Bankrupt crypto lending firm BlockFi is reportedly planning to sell off $160 million in loans backed by around 68,000 Bitcoin mining machines as part of its bankruptcy proceedings.
According to a Bloomberg report, two people familiar with the matter claim that BlockFi started the process of selling off the loans last year.
The crypto lender filed for Chapter 11 bankruptcy in November 2022, citing its significant exposure to the now-defunct crypto exchange FTX as the cause of its downfall.
However, some of these loans have already defaulted and could be undercollateralized given the decline in the price of Bitcoin mining equipment, according to the sources. The last day for bidders to submit offers for the loans is January 24.
Crypto lawyer Harrison Dell, director at Australian law firm Cadena Legal, explained that if the Bitcoin mining equipment used as collateral is worth less than the value of the loans, the loans are “not worth their paper value anymore to BlockFi.”
He added that the people bidding for the debts are most likely to be debt collection businesses buying for “cents on the dollar.”
Dell also suggested that this is just the beginning of what’s to come for the crypto industry. He noted, “This is just the start of the asset sales from BlockFi and other crypto firms in Chapter 11 bankruptcy in the US.”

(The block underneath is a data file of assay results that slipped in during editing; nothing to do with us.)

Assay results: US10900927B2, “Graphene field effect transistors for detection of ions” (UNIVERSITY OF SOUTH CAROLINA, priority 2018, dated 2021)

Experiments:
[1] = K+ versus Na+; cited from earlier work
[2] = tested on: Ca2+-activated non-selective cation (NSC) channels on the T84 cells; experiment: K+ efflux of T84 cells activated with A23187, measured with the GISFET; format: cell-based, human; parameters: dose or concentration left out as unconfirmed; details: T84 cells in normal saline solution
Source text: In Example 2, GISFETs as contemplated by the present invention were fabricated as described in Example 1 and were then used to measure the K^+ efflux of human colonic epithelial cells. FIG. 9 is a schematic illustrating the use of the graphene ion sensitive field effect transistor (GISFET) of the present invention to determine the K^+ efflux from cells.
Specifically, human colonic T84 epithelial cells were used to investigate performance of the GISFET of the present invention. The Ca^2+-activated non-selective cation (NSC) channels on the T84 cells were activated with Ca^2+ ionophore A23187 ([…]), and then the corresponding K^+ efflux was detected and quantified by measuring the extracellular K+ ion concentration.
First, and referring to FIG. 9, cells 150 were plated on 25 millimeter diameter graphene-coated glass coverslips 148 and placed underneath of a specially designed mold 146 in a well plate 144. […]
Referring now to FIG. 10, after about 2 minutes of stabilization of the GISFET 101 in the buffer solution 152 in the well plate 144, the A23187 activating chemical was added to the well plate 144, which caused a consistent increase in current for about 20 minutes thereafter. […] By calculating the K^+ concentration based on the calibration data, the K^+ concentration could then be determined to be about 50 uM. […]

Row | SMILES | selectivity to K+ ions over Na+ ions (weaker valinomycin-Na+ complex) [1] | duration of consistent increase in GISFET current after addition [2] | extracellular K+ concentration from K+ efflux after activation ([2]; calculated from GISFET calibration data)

BlockFi’s attempt to liquidate its loans is likely part of efforts to pay off its creditors, of which, according to its bankruptcy filing in November 2022, the company has over 100,000.
At the time of its bankruptcy, it was reported that BlockFi sold $239 million of its own cryptocurrency assets to cover the bankruptcy expenses and warned approximately 70% of its staff that they would lose their jobs.
In a separate move, earlier this week, BlockFi petitioned the court in a January 23 declaration to release funds to allow bonuses for key employees in a bid to retain them amid the Chapter 11 bankruptcy proceedings.
BlockFi’s chief people officer Megan Crowell told the court that without financial incentives, it’s unlikely the company will be able to retain its employees.